On December 4, 1995, Tanya Freeman left her boyfriend's house and was walking in Fort Greene / Clinton Hill when she was approached from behind and grabbed by the arm, a hard object poked into her back, and told to just walk and that she would not be hurt. After six or seven blocks, the man put Freeman in a choke hold and dragged her into an abandoned building, where he raped and sodomized her. Afterward, Freeman's attacker became concerned that he could not find his wallet, and said that he would set the building on fire so as not to leave any evidence. The man started the fire and the two ran out of the building. Her description of her assailant matched those given by the other recent victims.

Because the circumstances of these crimes created a pattern, the police worked with victims South and Chapman to create a composite sketch. James Webb had very recently been released from prison, and when his parole officers saw the sketch, they contacted the detectives working the case. South was then shown a six-person photo array containing Webb's picture, but she did not identify him. Jones was shown the same array, and she identified the defendant. The police then brought Webb in for a lineup and, one by one, the five victims independently identified him as their attacker. The victims had no contact with any of the fillers or with each other before viewing the lineup. When South saw the lineup, she immediately identified the defendant to the detective; she then asked the detective if each of the individuals could stand up and say, "Shut up. Shut the fuck up." When Webb did so, South began to cry: "Oh my God, that is him." H. Tr. 34-35, 384.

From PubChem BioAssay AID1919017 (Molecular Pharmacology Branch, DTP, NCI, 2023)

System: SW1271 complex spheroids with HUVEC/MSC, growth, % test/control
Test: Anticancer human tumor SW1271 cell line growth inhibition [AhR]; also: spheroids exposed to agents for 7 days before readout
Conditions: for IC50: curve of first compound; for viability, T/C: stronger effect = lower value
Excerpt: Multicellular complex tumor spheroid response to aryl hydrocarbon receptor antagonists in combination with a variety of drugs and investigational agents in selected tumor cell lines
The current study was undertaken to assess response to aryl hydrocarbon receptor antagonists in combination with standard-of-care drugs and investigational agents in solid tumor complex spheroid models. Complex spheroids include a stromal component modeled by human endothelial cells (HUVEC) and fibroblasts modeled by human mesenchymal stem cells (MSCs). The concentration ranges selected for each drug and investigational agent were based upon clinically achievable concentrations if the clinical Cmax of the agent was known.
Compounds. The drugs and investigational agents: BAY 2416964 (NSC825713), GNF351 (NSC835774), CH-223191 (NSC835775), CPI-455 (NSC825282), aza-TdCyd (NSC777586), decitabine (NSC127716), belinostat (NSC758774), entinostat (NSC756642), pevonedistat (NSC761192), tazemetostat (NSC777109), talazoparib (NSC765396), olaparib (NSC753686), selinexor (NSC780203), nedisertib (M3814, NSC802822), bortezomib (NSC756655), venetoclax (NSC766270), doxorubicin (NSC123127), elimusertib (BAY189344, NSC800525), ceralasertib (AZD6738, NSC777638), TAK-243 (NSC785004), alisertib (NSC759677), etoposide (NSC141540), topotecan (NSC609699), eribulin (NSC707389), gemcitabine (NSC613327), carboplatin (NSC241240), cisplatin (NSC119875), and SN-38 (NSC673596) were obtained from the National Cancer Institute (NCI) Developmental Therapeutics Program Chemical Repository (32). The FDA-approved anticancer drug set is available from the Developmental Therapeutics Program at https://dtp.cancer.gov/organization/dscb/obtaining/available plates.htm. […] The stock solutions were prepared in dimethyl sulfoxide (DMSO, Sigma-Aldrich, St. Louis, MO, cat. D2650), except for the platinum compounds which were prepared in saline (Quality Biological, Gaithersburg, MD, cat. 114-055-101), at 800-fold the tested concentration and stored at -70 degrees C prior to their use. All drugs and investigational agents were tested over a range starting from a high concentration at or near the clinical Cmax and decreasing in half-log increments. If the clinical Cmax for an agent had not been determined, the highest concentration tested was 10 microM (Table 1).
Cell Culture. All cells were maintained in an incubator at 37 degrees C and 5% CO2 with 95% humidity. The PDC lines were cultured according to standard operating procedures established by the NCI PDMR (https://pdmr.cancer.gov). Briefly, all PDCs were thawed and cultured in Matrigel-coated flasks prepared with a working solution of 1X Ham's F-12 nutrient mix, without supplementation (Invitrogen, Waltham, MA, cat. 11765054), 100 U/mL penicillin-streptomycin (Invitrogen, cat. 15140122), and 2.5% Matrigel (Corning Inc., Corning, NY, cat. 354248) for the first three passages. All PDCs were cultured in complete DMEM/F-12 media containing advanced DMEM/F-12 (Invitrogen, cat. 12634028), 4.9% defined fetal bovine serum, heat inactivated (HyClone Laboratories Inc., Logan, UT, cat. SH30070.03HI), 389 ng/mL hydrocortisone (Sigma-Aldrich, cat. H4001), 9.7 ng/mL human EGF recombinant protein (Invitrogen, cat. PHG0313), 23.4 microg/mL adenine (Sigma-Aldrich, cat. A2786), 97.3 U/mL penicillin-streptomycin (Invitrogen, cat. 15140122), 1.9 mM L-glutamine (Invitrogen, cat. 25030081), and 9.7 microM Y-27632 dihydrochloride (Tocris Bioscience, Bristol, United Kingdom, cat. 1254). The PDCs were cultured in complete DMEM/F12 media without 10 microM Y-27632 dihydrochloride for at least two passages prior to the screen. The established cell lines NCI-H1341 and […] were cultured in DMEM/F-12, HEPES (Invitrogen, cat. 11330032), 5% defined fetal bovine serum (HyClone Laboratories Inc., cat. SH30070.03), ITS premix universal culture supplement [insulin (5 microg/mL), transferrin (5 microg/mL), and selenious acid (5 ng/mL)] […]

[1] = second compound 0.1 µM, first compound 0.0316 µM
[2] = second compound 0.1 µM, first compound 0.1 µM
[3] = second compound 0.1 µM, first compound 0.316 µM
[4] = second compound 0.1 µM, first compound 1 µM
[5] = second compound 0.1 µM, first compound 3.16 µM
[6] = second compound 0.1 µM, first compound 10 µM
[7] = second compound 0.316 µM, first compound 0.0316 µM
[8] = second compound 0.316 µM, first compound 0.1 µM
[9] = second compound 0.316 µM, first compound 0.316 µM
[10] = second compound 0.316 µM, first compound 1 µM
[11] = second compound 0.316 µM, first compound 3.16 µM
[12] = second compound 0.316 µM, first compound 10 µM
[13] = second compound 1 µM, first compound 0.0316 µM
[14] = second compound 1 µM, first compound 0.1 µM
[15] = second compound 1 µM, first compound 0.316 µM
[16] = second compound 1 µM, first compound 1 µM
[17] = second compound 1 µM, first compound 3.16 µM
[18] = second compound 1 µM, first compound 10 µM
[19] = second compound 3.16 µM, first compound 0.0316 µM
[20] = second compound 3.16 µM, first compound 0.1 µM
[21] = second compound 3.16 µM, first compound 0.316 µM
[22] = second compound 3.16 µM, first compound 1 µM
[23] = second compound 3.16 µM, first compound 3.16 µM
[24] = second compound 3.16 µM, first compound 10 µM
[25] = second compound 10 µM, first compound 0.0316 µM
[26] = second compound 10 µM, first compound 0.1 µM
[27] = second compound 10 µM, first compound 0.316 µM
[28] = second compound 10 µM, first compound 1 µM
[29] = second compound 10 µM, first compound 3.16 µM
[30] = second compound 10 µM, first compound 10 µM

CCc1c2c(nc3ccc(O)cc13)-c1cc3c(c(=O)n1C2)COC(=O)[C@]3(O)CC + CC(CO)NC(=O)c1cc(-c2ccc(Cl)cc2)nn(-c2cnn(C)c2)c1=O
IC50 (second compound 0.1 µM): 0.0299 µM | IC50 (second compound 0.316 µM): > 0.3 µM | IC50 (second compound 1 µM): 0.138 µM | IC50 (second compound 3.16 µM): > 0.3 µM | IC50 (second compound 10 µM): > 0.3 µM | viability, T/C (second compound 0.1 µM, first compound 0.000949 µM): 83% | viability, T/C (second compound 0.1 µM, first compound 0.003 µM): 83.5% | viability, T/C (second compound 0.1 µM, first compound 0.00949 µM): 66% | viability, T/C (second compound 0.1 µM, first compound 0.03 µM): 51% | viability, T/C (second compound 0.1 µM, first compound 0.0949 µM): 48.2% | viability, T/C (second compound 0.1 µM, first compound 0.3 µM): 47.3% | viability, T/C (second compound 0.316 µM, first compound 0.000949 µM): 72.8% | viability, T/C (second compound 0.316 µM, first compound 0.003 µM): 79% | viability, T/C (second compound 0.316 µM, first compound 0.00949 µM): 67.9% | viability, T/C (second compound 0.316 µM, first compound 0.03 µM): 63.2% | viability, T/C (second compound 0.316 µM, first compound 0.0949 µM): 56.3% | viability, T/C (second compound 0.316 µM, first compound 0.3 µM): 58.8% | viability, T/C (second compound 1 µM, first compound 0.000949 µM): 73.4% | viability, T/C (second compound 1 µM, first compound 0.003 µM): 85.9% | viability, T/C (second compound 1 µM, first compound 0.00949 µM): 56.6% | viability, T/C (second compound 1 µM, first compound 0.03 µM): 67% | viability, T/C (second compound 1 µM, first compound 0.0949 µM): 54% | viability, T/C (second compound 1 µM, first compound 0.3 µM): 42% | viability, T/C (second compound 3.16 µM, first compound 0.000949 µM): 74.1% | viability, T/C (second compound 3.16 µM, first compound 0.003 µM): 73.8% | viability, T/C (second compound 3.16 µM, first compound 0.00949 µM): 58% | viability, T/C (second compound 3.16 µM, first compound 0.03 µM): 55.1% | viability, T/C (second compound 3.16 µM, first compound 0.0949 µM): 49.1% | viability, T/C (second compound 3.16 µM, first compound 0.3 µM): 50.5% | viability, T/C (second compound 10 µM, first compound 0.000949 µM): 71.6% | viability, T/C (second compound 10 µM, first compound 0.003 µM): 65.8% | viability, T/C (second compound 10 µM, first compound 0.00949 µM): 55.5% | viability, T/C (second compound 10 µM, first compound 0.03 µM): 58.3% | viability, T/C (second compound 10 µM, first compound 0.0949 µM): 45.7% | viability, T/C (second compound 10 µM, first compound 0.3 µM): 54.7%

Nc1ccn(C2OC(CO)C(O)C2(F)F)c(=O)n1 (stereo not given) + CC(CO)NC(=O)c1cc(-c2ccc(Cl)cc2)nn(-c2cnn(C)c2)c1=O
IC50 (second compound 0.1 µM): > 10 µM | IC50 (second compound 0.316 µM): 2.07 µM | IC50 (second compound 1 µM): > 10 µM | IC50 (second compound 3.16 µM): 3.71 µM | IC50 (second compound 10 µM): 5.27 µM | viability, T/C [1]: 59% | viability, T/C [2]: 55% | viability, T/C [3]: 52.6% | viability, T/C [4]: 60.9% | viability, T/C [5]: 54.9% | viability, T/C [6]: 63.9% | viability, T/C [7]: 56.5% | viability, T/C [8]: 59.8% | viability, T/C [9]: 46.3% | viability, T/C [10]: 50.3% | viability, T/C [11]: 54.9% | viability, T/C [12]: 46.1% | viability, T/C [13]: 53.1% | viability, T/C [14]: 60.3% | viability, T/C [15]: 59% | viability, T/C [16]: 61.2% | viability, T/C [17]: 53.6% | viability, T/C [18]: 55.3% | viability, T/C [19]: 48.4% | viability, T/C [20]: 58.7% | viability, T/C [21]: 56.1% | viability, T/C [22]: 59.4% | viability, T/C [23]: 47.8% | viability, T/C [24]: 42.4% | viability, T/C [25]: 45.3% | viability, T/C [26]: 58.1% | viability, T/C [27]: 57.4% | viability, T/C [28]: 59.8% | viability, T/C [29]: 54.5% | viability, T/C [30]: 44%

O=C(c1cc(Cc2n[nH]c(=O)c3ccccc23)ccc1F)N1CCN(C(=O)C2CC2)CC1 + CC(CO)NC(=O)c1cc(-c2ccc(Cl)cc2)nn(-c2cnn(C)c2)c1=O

Because the medical evidence collected from the victims suggested the rapist was ejaculating semen but not spermatozoa, the prosecutor sought the court's permission, which was granted, to perform a medical examination of Webb and to retrieve reference samples of saliva and blood for forensic testing. Shortly thereafter, the D.A.'s office issued a subpoena for Webb's prison medical records. The subpoenaed material was improperly sent to the D.A.'s office, rather than to the court, as it should have been. The prosecutor did not secure a waiver of the doctor-patient privilege before receiving Webb's medical records.